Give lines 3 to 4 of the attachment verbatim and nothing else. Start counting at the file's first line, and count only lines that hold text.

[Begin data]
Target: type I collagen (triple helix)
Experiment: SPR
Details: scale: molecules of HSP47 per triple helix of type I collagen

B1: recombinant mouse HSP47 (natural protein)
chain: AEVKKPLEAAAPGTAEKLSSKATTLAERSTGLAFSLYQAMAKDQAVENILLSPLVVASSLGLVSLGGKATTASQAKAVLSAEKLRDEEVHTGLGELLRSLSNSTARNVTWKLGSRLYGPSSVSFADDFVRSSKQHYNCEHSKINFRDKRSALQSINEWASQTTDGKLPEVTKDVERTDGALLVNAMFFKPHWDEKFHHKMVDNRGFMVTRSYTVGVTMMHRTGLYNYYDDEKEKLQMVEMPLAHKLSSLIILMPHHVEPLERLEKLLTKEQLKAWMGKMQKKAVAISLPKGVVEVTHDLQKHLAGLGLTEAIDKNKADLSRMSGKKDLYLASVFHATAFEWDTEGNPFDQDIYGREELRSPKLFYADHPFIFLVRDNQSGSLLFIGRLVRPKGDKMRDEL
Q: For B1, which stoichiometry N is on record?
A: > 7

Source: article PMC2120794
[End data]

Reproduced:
Details: scale: molecules of HSP47 per triple helix of type I collagen

B1: recombinant mouse HSP47 (natural protein)